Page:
CHILDREN'S SUMMER SPECIAL / Takeaway strays: Picture books

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The Independent Culture
WHAT DO romantic novels, abstract paintings and children's picture books have in common? When Mr and Mrs Howdarethey are faced with any one of them, they will exclaim loudly: 'I could do that'. Then, at even greater volume: 'Our Nigel (aged 7) could do better than that . . .' Well, sometimes you can see their point. In a pile of a dozen picture books there may be three that appeal to parents, three that appeal to children and six that nobody bothers with.

What Mr and Mrs Howdarethey want for their children is a book like Miss McTaffety's Cats by Liz Underhill (Cape pounds 8.99): tasteful, olde worlde and with a strong sense of moral certitude. The illustrations are intricate patchworks with muted colours and cut-out panels to lead the eye from one crowded interior to another. The story is simple: an old woman's life is enhanced when she takes in a band of stray cats who follow her home from a lonely meal in a restaurant, her uneaten poached salmon in a doggie-bag. For all its delicacy and restraint, it seems made for the gift market; 7-year-olds would be able to tackle it on their own, younger children would probably like to shove their fists through the 'windows'.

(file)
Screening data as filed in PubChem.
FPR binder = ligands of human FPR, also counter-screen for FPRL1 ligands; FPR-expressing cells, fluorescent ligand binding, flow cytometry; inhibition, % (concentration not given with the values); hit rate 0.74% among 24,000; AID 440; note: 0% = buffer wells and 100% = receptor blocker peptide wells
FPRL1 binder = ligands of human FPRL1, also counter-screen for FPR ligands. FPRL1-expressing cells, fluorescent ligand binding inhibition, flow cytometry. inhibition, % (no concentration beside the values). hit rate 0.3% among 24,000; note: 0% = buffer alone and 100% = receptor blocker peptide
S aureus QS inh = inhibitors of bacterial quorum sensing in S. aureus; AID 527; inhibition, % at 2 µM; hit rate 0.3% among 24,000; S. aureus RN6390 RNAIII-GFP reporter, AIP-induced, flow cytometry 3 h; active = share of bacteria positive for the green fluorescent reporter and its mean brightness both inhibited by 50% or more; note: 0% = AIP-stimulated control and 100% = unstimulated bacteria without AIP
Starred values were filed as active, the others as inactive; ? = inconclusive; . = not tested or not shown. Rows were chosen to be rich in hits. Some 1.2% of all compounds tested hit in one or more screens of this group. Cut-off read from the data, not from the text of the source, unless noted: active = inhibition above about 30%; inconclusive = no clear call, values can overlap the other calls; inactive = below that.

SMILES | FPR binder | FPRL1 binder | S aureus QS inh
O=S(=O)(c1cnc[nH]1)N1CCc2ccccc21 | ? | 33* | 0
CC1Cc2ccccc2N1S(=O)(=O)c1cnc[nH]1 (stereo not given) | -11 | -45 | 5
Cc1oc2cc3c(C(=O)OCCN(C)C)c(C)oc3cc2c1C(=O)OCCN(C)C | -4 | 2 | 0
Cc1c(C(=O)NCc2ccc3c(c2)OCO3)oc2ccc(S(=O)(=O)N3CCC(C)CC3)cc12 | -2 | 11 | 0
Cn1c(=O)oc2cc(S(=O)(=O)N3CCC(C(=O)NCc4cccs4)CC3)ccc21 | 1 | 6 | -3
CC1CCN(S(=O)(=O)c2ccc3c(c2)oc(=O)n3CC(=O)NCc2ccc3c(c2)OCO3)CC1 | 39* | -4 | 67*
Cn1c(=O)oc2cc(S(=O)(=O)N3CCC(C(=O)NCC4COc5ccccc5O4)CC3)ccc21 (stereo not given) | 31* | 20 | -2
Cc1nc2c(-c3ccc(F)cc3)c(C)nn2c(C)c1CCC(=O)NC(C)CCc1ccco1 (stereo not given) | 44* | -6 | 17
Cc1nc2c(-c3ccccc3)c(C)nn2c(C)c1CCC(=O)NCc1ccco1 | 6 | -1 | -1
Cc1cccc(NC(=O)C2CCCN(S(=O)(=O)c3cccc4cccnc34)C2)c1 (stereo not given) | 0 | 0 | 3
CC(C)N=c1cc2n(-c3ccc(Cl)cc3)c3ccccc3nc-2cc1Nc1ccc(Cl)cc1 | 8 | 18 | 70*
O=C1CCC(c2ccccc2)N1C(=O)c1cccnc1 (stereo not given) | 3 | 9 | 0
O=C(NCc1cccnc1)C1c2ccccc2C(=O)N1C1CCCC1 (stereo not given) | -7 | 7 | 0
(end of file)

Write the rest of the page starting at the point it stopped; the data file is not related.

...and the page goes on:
Blooming Cats by David R Morgan & David Parkins, Scholastic pounds 7.99. Essentially the same story, but this time it is an old man's life that is transformed by the attentions of a gang of feline friends. In contrast to Underhill's gentler, more up-market affair, the fish in this story is likely to be of the chip-shop variety, but there is a zestful bite to the scatty drawings.

Don't Climb Out of the Window Tonight by Richard McGilvray & Alan Snow, Methuen pounds 8.99. Inky blues and purples, heavily cross-hatched drawing with wacky beasts lurking in the flower beds, and a simple repetitive text encompass all those terrors that must be dealt with before a 4-year-old will sleep. Written by a boy of 7, who was inspired by an author's visit to his school.

The Bee's Sneeze by Ellis Nadler, David Bennett pounds 5.95. Bound to be loved by under-5s and disliked by parents for its crude bumpity- bump rhymes ('The bear clutched his tum . . . the tiger went numb . . . the croc did a flip . . . the whale bit his lip . . .') and flat cartoon illustrations. This is a story along the same lines as 'There was an old lady who swallowed a fly . . .' with appearances from a reasonable cross-section of the animal kingdom.